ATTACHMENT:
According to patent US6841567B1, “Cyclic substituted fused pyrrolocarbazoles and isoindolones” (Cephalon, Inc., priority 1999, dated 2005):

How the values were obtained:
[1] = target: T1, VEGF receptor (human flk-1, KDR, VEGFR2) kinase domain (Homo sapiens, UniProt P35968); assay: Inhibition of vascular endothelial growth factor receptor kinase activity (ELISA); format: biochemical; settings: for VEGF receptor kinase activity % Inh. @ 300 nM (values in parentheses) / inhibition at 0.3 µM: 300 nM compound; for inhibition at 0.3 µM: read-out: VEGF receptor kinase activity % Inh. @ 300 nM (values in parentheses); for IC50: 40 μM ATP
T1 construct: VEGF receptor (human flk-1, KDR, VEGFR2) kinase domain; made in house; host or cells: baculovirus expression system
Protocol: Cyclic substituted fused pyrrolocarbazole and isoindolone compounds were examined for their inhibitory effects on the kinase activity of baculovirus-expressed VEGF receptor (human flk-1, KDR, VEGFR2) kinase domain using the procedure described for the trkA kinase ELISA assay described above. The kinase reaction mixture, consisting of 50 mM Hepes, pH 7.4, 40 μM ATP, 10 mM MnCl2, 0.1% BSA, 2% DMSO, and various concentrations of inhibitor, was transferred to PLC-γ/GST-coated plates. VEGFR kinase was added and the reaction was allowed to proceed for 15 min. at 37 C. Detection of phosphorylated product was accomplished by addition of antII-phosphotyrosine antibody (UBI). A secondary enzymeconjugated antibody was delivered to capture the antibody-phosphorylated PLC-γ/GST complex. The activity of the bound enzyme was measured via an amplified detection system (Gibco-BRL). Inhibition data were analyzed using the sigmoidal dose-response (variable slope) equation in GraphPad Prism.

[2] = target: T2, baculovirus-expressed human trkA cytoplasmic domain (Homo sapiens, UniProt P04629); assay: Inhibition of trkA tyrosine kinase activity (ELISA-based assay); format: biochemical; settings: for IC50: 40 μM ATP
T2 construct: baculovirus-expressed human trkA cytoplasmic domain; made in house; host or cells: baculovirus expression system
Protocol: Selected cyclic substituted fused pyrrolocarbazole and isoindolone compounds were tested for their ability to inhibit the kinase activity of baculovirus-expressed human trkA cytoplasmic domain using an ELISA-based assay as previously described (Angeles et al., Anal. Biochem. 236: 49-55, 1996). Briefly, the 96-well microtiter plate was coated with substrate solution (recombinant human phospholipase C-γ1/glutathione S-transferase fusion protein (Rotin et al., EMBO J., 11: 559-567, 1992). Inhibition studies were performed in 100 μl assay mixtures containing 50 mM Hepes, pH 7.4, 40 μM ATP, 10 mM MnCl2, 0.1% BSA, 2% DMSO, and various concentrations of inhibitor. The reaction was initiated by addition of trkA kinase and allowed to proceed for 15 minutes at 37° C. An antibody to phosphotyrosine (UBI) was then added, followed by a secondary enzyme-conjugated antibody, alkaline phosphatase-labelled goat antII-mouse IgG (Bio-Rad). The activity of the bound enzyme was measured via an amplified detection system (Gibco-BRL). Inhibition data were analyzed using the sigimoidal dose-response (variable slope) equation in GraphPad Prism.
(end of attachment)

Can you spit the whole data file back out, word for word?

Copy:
According to patent US6841567B1, “Cyclic substituted fused pyrrolocarbazoles and isoindolones” (Cephalon, Inc., priority 1999, dated 2005):

How the values were obtained:
[1] = target: T1, VEGF receptor (human flk-1, KDR, VEGFR2) kinase domain (Homo sapiens, UniProt P35968); assay: Inhibition of vascular endothelial growth factor receptor kinase activity (ELISA); format: biochemical; settings: for VEGF receptor kinase activity % Inh. @ 300 nM (values in parentheses) / inhibition at 0.3 µM: 300 nM compound; for inhibition at 0.3 µM: read-out: VEGF receptor kinase activity % Inh. @ 300 nM (values in parentheses); for IC50: 40 μM ATP
T1 construct: VEGF receptor (human flk-1, KDR, VEGFR2) kinase domain; made in house; host or cells: baculovirus expression system
Protocol: Cyclic substituted fused pyrrolocarbazole and isoindolone compounds were examined for their inhibitory effects on the kinase activity of baculovirus-expressed VEGF receptor (human flk-1, KDR, VEGFR2) kinase domain using the procedure described for the trkA kinase ELISA assay described above. The kinase reaction mixture, consisting of 50 mM Hepes, pH 7.4, 40 μM ATP, 10 mM MnCl2, 0.1% BSA, 2% DMSO, and various concentrations of inhibitor, was transferred to PLC-γ/GST-coated plates. VEGFR kinase was added and the reaction was allowed to proceed for 15 min. at 37 C. Detection of phosphorylated product was accomplished by addition of antII-phosphotyrosine antibody (UBI). A secondary enzymeconjugated antibody was delivered to capture the antibody-phosphorylated PLC-γ/GST complex. The activity of the bound enzyme was measured via an amplified detection system (Gibco-BRL). Inhibition data were analyzed using the sigmoidal dose-response (variable slope) equation in GraphPad Prism.

[2] = target: T2, baculovirus-expressed human trkA cytoplasmic domain (Homo sapiens, UniProt P04629); assay: Inhibition of trkA tyrosine kinase activity (ELISA-based assay); format: biochemical; settings: for IC50: 40 μM ATP
T2 construct: baculovirus-expressed human trkA cytoplasmic domain; made in house; host or cells: baculovirus expression system
Protocol: Selected cyclic substituted fused pyrrolocarbazole and isoindolone compounds were tested for their ability to inhibit the kinase activity of baculovirus-expressed human trkA cytoplasmic domain using an ELISA-based assay as previously described (Angeles et al., Anal. Biochem. 236: 49-55, 1996). Briefly, the 96-well microtiter plate was coated with substrate solution (recombinant human phospholipase C-γ1/glutathione S-transferase fusion protein (Rotin et al., EMBO J., 11: 559-567, 1992). Inhibition studies were performed in 100 μl assay mixtures containing 50 mM Hepes, pH 7.4, 40 μM ATP, 10 mM MnCl2, 0.1% BSA, 2% DMSO, and various concentrations of inhibitor. The reaction was initiated by addition of trkA kinase and allowed to proceed for 15 minutes at 37° C. An antibody to phosphotyrosine (UBI) was then added, followed by a secondary enzyme-conjugated antibody, alkaline phosphatase-labelled goat antII-mouse IgG (Bio-Rad). The activity of the bound enzyme was measured via an amplified detection system (Gibco-BRL). Inhibition data were analyzed using the sigimoidal dose-response (variable slope) equation in GraphPad Prism.